On Friday as I was driving to El Paso to meet up with my next Road Scholar Tour I stopped at Salinas Pueblo Missions National Monument. This Monument includes three different sites. Between the late 1100’s and the 1300’s the Ancestral Pueblos Indians of the Salinas Valley became a major trade center and one of the most populous parts of the Pueblo world, with perhaps about 16,000 or more by the 1600’s . They were the middlemen in trade between the Rio Grande villages and the plains tribes to the east. They traded maize, pinon nuts, beans, squash, salt and cotton goods for dried buffalo meat, hides, flints and shells. They ate wild plants, raised turkeys, hunted rabbit, deer, antelope and bison. They wore breech cloths, bison robes, antelope and deer hides and made decorative blankets of cotton and yucca fiber. They made and traded turquoise and shell jewelry. They were skilled weavers, basket makers and potters, especially known for their black-on-white pottery.
By the early 1600’s the conquistadors coming north from Mexico had determined the riches claimed to be in North America were non-existent and returned to Mexico. But the Pope had charged Phillip II of Spain with Christianizing the natives in the New World. So the Franciscans, sent from Spain, established missions wherever there were Pueblo settlements. The local Spanish governors, although pretty much absent, and much too far from Spain to be regulated, attempted to extract tribute from the Pueblo tribes in exchange for military protection, aid and education to Indians, which the Indians didn’t want. The Franciscans were at odds with the Spanish governors for extracting too high a toll on the Indians and the Franciscans were also demanding tribute and labor from the Pueblo Indians as Franciscans maintained the churches and missions that again the Pueblo people did not want.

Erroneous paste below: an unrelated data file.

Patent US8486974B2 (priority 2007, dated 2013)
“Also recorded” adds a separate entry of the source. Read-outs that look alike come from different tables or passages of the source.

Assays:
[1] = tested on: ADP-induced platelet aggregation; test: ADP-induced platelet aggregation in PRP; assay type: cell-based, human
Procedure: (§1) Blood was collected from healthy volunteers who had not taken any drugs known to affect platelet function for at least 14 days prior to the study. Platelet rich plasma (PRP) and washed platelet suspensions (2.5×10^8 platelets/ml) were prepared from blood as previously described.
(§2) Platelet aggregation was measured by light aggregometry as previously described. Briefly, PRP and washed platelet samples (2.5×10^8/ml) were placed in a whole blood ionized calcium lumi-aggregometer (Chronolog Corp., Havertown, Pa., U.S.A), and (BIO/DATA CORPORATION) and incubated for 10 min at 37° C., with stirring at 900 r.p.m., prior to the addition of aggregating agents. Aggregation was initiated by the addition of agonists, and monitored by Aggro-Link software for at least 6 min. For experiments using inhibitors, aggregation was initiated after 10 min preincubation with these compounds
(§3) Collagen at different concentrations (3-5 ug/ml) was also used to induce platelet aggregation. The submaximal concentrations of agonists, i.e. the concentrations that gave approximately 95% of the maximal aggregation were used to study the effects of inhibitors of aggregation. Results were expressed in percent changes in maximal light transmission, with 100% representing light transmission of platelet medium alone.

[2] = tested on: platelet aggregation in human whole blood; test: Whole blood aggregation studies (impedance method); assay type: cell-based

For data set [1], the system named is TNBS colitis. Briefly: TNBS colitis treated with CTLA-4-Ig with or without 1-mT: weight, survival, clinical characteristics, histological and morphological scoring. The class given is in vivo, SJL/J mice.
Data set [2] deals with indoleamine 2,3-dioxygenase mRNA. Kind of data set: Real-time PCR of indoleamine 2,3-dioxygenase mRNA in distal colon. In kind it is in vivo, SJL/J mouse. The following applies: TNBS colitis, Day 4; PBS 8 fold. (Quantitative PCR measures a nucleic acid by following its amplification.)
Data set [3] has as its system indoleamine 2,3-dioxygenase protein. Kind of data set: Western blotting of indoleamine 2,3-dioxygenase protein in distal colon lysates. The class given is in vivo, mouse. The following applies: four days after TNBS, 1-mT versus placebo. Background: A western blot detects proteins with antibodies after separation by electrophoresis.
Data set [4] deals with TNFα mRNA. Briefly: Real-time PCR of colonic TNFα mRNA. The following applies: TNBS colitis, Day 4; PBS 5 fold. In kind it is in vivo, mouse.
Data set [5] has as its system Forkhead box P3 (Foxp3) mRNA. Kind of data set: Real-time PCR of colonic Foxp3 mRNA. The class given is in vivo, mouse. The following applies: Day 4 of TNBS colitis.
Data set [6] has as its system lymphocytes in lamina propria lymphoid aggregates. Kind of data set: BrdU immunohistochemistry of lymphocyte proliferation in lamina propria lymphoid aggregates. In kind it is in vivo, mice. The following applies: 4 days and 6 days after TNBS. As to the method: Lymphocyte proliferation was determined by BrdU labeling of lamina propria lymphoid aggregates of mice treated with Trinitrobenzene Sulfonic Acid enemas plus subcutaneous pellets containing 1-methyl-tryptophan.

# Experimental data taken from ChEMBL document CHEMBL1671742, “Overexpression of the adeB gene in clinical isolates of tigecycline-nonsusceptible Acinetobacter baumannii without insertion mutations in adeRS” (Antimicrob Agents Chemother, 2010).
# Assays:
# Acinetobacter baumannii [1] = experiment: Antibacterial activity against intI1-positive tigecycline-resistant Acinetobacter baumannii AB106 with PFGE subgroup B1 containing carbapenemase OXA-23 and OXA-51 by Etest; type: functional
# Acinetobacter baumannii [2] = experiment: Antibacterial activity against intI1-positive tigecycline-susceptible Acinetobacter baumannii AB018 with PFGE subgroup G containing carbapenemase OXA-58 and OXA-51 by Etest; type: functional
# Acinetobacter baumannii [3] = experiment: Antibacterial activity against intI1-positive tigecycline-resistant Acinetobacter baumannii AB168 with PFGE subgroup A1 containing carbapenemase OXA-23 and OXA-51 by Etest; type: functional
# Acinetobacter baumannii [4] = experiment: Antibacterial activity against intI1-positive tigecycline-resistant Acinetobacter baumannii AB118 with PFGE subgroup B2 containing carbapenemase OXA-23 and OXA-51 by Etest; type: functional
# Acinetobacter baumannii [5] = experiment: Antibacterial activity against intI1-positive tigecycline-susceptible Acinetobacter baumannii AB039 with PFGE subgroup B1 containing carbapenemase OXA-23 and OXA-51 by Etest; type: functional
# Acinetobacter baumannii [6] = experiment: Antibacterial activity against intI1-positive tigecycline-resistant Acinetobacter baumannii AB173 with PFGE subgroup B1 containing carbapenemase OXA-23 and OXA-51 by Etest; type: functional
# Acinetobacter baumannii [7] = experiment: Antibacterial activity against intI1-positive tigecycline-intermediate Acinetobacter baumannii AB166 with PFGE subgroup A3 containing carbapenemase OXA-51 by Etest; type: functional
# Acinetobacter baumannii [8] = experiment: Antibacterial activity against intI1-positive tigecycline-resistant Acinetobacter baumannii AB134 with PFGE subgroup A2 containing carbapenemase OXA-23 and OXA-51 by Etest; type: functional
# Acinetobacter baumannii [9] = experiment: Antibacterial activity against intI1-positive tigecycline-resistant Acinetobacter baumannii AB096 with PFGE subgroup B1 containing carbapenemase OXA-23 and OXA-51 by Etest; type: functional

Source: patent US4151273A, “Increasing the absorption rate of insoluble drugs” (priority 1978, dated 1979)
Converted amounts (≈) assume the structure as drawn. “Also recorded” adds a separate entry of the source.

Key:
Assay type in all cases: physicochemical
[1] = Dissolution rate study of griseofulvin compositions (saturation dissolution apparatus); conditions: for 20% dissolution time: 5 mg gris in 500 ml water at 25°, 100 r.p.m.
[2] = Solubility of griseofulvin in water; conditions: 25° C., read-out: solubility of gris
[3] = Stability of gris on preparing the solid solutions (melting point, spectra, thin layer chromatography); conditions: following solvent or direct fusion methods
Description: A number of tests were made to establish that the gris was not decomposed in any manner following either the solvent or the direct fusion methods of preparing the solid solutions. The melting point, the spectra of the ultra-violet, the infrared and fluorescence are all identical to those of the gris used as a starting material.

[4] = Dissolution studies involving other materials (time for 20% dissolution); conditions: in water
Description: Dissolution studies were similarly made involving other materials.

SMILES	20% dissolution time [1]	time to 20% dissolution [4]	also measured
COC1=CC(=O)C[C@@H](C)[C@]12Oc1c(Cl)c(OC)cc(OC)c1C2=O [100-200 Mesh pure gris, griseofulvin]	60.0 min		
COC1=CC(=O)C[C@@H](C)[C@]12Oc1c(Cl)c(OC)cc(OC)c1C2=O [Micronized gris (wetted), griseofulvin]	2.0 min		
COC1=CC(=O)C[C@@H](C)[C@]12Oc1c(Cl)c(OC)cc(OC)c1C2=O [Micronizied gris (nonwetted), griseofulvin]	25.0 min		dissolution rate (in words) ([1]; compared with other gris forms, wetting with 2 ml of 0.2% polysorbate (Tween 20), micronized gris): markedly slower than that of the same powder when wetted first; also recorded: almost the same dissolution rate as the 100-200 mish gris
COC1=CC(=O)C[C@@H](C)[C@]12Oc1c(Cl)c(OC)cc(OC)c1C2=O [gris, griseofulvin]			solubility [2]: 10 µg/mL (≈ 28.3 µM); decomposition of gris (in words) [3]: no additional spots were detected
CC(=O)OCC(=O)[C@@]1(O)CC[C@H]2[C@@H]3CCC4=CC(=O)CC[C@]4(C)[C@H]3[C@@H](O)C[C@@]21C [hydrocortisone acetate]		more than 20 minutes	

During the 1660’s and 1670’s the Salinas area was hit by and famine that killed 450 people at just one of the three pueblos. Epidemics further decimated the population and then the nearby Apaches, also affected by famine attached the Pueblos and the Spanish. By the end of the 1670’s the Salinas pueblos had been abandoned, most of the remaining people fleeing to the pueblos further north in New Mexico or south to the El Paso area with the Franciscans. In 1680 the Pueblo people north of Salinas unified, revolted and expelled the Spaniards from New Mexico.
The ruins that have been excavated show how very large and well organized the Pueblo people were. They lived well, were comfortable and secure.
After visiting the Abo’ ruins site I drove the 25 miles south of Mountainair to the Gran Quivira ruins. I did not go the the third mission ruins, Quarai, which is 8 miles north of Mountair. The volunteer at the Monument headquarters said it was similar to the other two.